Medicaid cuts announced

News  Missoulian (Missoula, Montana). Saturday, 21 December 2002.

Jennifer McKee


Montana Medicaid Cuts Circumcision

State slashes more benefits as of Jan. 1

HELENA - People with Medicaid, a federal-state insurance plan for the poor and elderly, will no longer be able to get prosthetic limbs, dental care, circumcisions and some other services, state officials announced Friday.

Despite previous cuts to programs, the state estimated its Medicaid budget would be $3.6 million in the red by June 30, according to a  External link letter PDF link Friday to doctors, hospitals and other medical personnel who treat Medicaid patients. To avoid busting its budget, the state's Medicaid Assistance Bureau decided to do away with some services temporarily, ax some for good, reduce payments and otherwise restrict services.

The first of the cuts takes effect Jan. 1, when patients needing to rent a wheelchair, hospital bed or special shower and commode chair will have to submit those requests for review.

Other cuts include:

Some of the cuts are only temporary, expiring in July, the beginning of a new fiscal year. Those include: no more dental care for anyone over 21, except to treat pain. No more prostheses, hearing aids, eyeglasses and other medical items for people over 21.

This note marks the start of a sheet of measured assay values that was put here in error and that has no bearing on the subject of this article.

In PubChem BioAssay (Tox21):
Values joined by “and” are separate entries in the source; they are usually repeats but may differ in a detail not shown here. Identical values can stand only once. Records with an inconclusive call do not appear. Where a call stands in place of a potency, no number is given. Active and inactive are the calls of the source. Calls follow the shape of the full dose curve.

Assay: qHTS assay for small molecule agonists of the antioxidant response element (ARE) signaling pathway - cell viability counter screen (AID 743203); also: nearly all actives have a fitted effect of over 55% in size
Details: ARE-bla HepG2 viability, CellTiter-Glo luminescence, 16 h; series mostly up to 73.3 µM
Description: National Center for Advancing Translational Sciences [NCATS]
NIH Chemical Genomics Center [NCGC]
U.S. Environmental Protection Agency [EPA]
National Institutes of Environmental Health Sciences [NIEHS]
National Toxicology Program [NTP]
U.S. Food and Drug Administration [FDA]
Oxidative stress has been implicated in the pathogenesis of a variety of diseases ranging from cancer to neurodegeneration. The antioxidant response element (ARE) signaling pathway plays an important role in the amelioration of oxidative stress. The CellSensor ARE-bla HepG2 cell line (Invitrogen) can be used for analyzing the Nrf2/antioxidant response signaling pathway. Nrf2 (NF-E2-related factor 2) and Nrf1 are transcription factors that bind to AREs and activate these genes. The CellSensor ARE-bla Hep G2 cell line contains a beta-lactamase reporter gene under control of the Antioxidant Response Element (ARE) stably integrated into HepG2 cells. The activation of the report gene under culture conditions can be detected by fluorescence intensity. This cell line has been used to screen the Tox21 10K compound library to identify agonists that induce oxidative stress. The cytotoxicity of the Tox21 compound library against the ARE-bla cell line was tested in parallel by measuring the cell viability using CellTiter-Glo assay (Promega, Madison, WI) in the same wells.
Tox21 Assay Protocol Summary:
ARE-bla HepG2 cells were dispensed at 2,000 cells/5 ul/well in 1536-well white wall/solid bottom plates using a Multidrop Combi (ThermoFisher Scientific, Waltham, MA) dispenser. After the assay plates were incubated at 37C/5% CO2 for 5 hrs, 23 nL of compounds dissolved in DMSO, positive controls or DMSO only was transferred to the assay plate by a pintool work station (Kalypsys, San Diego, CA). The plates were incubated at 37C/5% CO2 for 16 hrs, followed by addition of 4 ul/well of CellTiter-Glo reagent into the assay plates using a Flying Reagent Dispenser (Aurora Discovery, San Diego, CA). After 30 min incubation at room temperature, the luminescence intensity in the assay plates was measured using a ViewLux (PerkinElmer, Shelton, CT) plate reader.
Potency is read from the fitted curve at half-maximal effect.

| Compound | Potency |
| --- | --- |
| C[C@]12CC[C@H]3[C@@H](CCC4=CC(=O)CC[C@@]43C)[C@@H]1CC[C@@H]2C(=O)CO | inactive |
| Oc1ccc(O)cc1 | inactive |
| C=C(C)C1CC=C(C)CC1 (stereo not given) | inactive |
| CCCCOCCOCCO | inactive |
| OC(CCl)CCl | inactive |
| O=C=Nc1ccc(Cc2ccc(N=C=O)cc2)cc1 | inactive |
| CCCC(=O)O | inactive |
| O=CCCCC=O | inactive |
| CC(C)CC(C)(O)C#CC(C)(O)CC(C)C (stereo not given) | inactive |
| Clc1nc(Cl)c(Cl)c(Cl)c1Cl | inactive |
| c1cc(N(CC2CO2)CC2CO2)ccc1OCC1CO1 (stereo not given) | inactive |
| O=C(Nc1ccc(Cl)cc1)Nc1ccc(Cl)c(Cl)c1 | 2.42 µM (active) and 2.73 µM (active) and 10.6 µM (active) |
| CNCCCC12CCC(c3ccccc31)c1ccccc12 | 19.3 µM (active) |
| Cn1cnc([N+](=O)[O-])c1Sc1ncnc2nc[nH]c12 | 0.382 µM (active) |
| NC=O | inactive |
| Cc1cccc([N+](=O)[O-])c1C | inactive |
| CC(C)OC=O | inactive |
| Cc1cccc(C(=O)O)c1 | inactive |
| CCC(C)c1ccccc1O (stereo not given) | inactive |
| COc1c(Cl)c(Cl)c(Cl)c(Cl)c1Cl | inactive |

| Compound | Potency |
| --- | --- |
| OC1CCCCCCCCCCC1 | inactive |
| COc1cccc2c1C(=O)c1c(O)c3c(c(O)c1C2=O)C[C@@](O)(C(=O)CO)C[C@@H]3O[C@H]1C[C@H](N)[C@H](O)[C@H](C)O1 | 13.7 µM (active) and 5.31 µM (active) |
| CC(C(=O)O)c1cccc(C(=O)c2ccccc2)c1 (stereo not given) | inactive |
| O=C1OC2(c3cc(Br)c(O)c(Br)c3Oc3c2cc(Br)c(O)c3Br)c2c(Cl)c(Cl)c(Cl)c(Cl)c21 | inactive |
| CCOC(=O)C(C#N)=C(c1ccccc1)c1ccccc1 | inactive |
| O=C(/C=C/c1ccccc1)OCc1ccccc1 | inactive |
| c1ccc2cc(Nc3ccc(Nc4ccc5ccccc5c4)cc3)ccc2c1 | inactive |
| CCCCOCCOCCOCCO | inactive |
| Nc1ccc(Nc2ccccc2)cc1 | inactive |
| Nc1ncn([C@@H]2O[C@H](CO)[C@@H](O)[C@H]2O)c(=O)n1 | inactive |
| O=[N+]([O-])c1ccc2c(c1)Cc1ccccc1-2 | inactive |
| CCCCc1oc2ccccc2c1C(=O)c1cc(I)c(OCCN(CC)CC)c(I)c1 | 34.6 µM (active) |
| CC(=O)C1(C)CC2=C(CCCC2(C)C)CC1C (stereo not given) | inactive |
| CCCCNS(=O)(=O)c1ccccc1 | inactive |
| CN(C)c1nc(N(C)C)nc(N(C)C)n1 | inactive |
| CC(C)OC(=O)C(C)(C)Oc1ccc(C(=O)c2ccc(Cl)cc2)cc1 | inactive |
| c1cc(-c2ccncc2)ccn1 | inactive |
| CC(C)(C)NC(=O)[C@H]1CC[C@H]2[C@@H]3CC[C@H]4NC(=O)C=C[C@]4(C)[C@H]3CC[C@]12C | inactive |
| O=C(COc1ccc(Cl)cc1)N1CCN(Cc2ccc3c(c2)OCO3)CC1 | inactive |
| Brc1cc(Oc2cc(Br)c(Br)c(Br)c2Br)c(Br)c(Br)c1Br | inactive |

The state is reducing its payment to hospitals by 5 percent temporarily.

Ending dental care was expected to save $291,531. Ending coverage for prosthetic limbs and other equipment was expected to save $193,750. Ending circumcisions was expected to save $25,378.

The department also made other cuts in the amount of money it will pay to Medicaid providers such as doctors and hospitals and made it more difficult to qualify for Medicaid. Officials also transferred several hundred thousand dollars from other pots of money within the state Department of Public Health and Human Services' budget.

The last cut to hit is a reduction in the amount of money Medicaid will pay for generic drugs, reducing how much the government covers from 85 percent of the average price to 75 percent. That goes into effect April 1.

Because Medicaid is funded by federal matching dollars, the state's $3.6 million in cuts actually amounts to a $13.3 million hit to the program, the letter stated.

Jeff Buska, Medicaid Bureau chief, said several doctors panels considered a variety of procedures, like circumcision and breast reduction, and concluded that they are not medically necessary.

Consequently, Buska said, the agency decided to cut coverage for those services.

Circumcision is something we've been looking at for a long time, he said.

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